Annual report for 1844

The following is an extract from the annual report for the year 1844 which was published in January 1845. The report is amongst uncatalogued material at the Dorset History Centre (temporary reference number NG/HH/DO(C)/Accession 4898).

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REPORT OF 1844 SUBMITTED 7th OF JANUARY, 1845

The Committee of Management of the Dorset County Hospital meet the Governors of that institution with feelings of increased gratitude and satisfaction at the close of its Fourth Year, having to report that by the blessing and favour of God upon its work of charity, its usefulness and prosperity have alike increased since the last Annual Meeting.

The practical benefits of the Hospital are shown in the following Abstract furnished by the House Surgeon.

Table of Patients Admitted and Discharged.

During the past Year. From the com-mencement.
In Patients. Out Patients. In Patients. Out Patients.
On the Books Jan. 1, 1844 27 79
Admitted  154  399 546  1227




181 478 546  1227
.
DISCHARGED.
Cured 84 227 289 644
     Much Benefitted 44 129 136 322
     At their own request have received some benefit 3 10 3 10
     Incapable of further relief 7 6 18 6
     Made Out-Patients 10 41
     Made In-Patients 8 51
   Improper Objects or otherwise disqualified 2 5 27
     For non-attendance, most of whom proved to be cured 27 78
     Absconded 1 3 2
     Died 4 8 23 26




Total Discharged  153  417  518  1166
Remain on the books    . 28 61 28 61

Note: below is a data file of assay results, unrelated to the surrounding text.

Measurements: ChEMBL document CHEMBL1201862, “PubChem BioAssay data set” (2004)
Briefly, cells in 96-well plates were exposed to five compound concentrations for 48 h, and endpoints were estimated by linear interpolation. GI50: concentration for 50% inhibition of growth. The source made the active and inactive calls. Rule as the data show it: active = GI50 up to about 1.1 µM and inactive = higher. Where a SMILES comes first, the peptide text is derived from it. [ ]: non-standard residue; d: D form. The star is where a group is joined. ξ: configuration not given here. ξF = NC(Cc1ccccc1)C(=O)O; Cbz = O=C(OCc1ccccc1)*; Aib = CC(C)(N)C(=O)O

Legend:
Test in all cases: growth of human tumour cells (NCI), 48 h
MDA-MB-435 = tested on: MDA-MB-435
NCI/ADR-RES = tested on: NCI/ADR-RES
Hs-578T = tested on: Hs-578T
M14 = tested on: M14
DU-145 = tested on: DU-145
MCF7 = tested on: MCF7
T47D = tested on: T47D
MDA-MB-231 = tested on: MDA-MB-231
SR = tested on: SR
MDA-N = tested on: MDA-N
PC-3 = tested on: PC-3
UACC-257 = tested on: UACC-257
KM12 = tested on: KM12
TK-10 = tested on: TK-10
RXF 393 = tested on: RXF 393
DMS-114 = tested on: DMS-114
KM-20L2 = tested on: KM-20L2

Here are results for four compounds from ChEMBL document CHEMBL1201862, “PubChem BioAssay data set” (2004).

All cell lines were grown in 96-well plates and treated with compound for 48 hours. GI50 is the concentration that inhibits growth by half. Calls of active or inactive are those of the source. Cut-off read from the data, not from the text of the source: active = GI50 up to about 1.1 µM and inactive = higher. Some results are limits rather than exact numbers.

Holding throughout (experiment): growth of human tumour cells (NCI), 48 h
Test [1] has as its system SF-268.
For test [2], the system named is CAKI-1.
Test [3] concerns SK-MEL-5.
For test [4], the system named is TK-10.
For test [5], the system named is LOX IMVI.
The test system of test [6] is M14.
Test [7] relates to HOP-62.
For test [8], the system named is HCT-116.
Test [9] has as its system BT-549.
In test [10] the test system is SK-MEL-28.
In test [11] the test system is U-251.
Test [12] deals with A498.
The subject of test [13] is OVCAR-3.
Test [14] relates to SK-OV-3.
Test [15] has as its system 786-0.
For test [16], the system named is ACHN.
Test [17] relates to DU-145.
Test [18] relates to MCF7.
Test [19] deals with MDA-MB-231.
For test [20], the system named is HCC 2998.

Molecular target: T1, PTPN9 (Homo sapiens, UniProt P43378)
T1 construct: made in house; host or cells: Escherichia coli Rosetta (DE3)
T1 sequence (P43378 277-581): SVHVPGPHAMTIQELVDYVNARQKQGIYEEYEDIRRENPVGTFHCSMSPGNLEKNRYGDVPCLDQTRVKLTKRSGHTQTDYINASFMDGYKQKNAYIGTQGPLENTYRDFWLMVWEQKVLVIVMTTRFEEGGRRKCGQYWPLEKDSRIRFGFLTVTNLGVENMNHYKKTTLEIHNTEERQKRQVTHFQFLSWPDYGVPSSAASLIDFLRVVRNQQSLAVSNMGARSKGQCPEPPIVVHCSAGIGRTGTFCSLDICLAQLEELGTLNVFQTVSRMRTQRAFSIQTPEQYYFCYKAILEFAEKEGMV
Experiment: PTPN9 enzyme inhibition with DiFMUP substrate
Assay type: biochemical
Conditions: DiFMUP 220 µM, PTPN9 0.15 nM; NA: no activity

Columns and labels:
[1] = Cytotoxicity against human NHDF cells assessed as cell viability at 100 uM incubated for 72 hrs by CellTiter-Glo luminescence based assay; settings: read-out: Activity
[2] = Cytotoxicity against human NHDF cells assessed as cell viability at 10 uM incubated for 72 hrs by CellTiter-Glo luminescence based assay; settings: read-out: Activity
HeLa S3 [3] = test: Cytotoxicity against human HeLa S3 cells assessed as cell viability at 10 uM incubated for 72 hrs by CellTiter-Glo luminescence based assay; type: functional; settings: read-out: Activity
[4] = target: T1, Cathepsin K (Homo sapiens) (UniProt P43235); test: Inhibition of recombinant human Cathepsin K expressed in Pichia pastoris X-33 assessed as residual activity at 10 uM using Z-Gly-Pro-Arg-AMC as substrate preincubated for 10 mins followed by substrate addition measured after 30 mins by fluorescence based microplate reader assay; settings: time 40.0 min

181 478 546 1227

 

Of the Admissions in the past Year, and from the commencement there have been Household servants. Accident cases. Household servants. Accident cases.
 12  12  23  55

.

Besides these Cases, 734 Casual cases have been relieved during the last year, including tooth drawing, and trifling accidents, with such other matters as required immediate but not permanent attention.  This has been found, especially when kept within due limits, an important part of the usefulness of such an Institution.

It will be found on comparison with former years that the proportion of those who have received much relief or cure, is above the average.

This is the more encouraging because with regard to the In-Patients though the daily average is considerably above that of any former year, the actual number of admissions is less than in 1843.*

The Committee have the great gratification of referring the Governors to the Annexed Abstract furnished by the Treasurer, from which it will appear that the Annual Subscriptions have increased nearly one tenth in amount; and that after deducting the Special Donations the expenditure of the year is less than its available Income by the Sum of £130.  This favourable Balance however arises not wholly from Annual Subscriptions but from Casual and Incidental Sources; as well as from Diminished Expenditure, and would not have been nearly so large had the New Buildings been completed, and had the sum ordered to be paid been withdrawn from the Funded Property, which must be done during the present year.

The Committee again acknowledge the assiduous and unremitting attention of all the officers of the Institution; and the great economy which they have endeavoured to preserve in their respective departments.  Of this the decrease in Expenditure of Medicine and Drugs, and the state of the Household Accounts, while increased benefits have been given, are sufficient proofs.

Another Pupil, Mr Pope, has been entered under the officers of the Hospital, and they have entered into arrangements with the Committee, by which the Hospital will derive whatever benefit the assistance of a Pupil can confer without any cost to the Institution.